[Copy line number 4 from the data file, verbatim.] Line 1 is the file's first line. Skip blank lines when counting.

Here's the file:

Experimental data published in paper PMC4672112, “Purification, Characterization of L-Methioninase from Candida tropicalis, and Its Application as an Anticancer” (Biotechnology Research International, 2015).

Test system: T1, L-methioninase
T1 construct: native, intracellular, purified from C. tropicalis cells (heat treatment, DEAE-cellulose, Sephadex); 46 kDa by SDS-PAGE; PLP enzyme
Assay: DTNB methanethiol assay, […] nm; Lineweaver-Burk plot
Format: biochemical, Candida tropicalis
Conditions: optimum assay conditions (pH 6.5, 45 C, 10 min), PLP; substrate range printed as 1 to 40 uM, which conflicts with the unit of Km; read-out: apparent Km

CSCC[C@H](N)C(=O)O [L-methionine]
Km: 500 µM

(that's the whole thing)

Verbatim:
Assay: DTNB methanethiol assay, […] nm; Lineweaver-Burk plot